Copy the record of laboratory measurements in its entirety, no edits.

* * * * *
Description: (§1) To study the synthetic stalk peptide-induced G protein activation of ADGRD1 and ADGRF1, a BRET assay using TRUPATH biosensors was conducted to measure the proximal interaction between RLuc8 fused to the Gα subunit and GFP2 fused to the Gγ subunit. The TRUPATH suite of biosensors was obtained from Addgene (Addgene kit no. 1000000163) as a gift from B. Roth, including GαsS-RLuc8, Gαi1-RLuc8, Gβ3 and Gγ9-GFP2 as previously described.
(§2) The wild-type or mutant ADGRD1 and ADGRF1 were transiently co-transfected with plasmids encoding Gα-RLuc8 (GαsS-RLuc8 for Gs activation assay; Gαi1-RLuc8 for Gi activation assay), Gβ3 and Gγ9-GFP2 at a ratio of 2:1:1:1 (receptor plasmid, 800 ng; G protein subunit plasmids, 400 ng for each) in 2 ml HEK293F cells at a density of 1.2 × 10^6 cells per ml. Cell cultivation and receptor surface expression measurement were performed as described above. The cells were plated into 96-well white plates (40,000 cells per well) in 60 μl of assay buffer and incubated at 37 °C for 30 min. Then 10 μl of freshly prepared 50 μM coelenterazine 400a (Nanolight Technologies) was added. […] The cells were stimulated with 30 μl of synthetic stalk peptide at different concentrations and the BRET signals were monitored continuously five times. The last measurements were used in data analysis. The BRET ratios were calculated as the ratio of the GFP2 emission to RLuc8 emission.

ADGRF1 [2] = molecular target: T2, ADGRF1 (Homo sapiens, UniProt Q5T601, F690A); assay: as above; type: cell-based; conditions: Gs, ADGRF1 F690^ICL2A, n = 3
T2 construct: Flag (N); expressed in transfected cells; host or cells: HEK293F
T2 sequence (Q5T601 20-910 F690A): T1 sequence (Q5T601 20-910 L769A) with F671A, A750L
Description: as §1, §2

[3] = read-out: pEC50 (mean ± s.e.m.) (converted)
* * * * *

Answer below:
Description: (§1) To study the synthetic stalk peptide-induced G protein activation of ADGRD1 and ADGRF1, a BRET assay using TRUPATH biosensors was conducted to measure the proximal interaction between RLuc8 fused to the Gα subunit and GFP2 fused to the Gγ subunit. The TRUPATH suite of biosensors was obtained from Addgene (Addgene kit no. 1000000163) as a gift from B. Roth, including GαsS-RLuc8, Gαi1-RLuc8, Gβ3 and Gγ9-GFP2 as previously described.
(§2) The wild-type or mutant ADGRD1 and ADGRF1 were transiently co-transfected with plasmids encoding Gα-RLuc8 (GαsS-RLuc8 for Gs activation assay; Gαi1-RLuc8 for Gi activation assay), Gβ3 and Gγ9-GFP2 at a ratio of 2:1:1:1 (receptor plasmid, 800 ng; G protein subunit plasmids, 400 ng for each) in 2 ml HEK293F cells at a density of 1.2 × 10^6 cells per ml. Cell cultivation and receptor surface expression measurement were performed as described above. The cells were plated into 96-well white plates (40,000 cells per well) in 60 μl of assay buffer and incubated at 37 °C for 30 min. Then 10 μl of freshly prepared 50 μM coelenterazine 400a (Nanolight Technologies) was added. […] The cells were stimulated with 30 μl of synthetic stalk peptide at different concentrations and the BRET signals were monitored continuously five times. The last measurements were used in data analysis. The BRET ratios were calculated as the ratio of the GFP2 emission to RLuc8 emission.

ADGRF1 [2] = molecular target: T2, ADGRF1 (Homo sapiens, UniProt Q5T601, F690A); assay: as above; type: cell-based; conditions: Gs, ADGRF1 F690^ICL2A, n = 3
T2 construct: Flag (N); expressed in transfected cells; host or cells: HEK293F
T2 sequence (Q5T601 20-910 F690A): T1 sequence (Q5T601 20-910 L769A) with F671A, A750L
Description: as §1, §2

[3] = read-out: pEC50 (mean ± s.e.m.) (converted)